Skip to comments.Astronomy Picture of the Day
Posted on 06/03/2010 7:50:04 AM PDT by sig226
Explanation: SOFIA, the Stratospheric Observatory for Infrared Astronomy, captured its "first light" images on May 26, from an altitude of 35,000 feet. While flying above most of planet Earth's infrared-absorbing water vapor, SOFIA's premier infrared views of the cosmos included this remarkable false-color image (right panel) of Jupiter. For comparison, on the left is a recent, ground-based visible light image. Both show our solar system's ruling gas giant without its dark southern equatorial belt (normally seen in the upper hemisphere in this orientation). That familiar feature faded from view early in May. But the bright white stripe in SOFIA's image is a region of Jupiter's clouds transparent to infrared light, offering a glimpse below the cloud tops.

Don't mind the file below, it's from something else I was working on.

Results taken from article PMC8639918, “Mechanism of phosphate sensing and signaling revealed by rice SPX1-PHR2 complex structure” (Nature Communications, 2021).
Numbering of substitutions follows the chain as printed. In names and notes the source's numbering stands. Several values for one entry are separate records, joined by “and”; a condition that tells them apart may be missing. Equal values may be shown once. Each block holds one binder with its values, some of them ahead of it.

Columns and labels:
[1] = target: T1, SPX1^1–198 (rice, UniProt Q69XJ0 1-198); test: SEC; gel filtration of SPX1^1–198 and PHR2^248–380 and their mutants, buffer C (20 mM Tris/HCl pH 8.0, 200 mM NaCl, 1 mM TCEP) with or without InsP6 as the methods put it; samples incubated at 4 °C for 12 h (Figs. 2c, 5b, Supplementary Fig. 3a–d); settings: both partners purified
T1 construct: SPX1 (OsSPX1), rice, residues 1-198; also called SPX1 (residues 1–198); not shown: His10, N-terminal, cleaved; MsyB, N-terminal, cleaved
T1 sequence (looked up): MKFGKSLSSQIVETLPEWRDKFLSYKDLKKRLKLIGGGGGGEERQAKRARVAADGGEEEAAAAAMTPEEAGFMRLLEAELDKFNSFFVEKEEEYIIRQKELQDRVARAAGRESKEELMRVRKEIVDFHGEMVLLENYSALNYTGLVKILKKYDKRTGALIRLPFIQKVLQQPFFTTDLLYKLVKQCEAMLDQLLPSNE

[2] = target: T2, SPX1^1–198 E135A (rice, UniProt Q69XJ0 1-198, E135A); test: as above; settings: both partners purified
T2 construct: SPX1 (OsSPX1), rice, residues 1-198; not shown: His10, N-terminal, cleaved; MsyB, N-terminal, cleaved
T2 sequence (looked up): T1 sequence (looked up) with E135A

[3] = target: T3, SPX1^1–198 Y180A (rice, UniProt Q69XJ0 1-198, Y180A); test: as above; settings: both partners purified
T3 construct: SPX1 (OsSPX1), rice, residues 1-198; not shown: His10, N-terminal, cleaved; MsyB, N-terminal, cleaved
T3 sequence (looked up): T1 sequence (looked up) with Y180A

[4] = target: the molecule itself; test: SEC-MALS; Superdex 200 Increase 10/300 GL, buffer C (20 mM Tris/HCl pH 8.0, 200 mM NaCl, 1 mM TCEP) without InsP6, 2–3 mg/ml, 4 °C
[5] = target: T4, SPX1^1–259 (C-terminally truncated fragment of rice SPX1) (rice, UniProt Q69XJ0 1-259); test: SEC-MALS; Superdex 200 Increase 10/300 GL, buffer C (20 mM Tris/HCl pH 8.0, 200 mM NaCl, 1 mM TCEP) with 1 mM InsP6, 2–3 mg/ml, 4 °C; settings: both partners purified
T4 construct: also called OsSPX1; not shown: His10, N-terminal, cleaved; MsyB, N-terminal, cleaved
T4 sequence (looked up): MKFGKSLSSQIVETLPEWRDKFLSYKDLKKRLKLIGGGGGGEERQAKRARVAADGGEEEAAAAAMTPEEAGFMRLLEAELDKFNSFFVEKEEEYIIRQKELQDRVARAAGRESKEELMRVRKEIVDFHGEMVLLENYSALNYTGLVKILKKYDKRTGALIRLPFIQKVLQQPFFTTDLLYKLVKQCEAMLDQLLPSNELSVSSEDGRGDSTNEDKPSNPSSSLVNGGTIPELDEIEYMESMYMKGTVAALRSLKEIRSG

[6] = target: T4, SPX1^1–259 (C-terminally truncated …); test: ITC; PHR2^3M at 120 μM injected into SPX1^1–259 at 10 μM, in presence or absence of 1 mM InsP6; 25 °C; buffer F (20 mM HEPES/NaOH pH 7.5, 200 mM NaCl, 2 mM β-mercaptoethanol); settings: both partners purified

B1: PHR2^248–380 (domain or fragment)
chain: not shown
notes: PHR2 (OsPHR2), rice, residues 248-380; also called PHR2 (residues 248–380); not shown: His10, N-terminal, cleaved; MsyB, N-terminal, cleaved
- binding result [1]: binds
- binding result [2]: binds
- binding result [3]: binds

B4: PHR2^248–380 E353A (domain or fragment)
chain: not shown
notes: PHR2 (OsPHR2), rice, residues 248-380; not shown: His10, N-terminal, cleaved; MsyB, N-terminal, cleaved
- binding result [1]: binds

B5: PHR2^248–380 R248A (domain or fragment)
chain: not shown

Very cool....or Hot, as the case may be!
Something of possible interest to you;
Planet Triple Play: Saturn, Mars and Venus Appear Together
Thanks. I saw an article about it on Yahoo yesterday, but the sky was too cloudy around here last night. Fortunately, it will be like that for a while, but only Venus was visible. Some nights it’s so bright, it looks like a jet coming in to land.
Hope the sky clears up and you get to see it before it’s over!
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